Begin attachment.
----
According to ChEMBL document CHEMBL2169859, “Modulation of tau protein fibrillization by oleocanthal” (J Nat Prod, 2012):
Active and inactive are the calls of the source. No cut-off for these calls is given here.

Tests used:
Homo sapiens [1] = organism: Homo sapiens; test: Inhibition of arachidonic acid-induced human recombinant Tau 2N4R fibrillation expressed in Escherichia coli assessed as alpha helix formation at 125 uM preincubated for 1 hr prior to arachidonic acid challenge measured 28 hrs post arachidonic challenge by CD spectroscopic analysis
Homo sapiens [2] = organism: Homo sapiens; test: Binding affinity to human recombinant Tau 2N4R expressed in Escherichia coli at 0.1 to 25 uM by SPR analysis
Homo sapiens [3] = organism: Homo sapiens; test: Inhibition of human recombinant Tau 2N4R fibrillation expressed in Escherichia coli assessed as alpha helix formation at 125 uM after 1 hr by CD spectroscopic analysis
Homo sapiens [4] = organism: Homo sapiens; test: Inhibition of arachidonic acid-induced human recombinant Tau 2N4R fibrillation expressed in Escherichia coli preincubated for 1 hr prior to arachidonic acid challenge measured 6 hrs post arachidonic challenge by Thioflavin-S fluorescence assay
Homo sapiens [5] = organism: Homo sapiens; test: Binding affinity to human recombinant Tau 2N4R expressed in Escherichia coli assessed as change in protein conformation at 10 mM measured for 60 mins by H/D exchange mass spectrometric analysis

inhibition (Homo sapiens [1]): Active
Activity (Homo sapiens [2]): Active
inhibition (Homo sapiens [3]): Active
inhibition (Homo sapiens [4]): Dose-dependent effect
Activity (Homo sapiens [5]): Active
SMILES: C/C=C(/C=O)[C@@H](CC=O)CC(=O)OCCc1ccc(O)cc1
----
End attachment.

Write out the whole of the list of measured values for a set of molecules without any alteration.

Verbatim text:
According to ChEMBL document CHEMBL2169859, “Modulation of tau protein fibrillization by oleocanthal” (J Nat Prod, 2012):
Active and inactive are the calls of the source. No cut-off for these calls is given here.

Tests used:
Homo sapiens [1] = organism: Homo sapiens; test: Inhibition of arachidonic acid-induced human recombinant Tau 2N4R fibrillation expressed in Escherichia coli assessed as alpha helix formation at 125 uM preincubated for 1 hr prior to arachidonic acid challenge measured 28 hrs post arachidonic challenge by CD spectroscopic analysis
Homo sapiens [2] = organism: Homo sapiens; test: Binding affinity to human recombinant Tau 2N4R expressed in Escherichia coli at 0.1 to 25 uM by SPR analysis
Homo sapiens [3] = organism: Homo sapiens; test: Inhibition of human recombinant Tau 2N4R fibrillation expressed in Escherichia coli assessed as alpha helix formation at 125 uM after 1 hr by CD spectroscopic analysis
Homo sapiens [4] = organism: Homo sapiens; test: Inhibition of arachidonic acid-induced human recombinant Tau 2N4R fibrillation expressed in Escherichia coli preincubated for 1 hr prior to arachidonic acid challenge measured 6 hrs post arachidonic challenge by Thioflavin-S fluorescence assay
Homo sapiens [5] = organism: Homo sapiens; test: Binding affinity to human recombinant Tau 2N4R expressed in Escherichia coli assessed as change in protein conformation at 10 mM measured for 60 mins by H/D exchange mass spectrometric analysis

inhibition (Homo sapiens [1]): Active
Activity (Homo sapiens [2]): Active
inhibition (Homo sapiens [3]): Active
inhibition (Homo sapiens [4]): Dose-dependent effect
Activity (Homo sapiens [5]): Active
SMILES: C/C=C(/C=O)[C@@H](CC=O)CC(=O)OCCc1ccc(O)cc1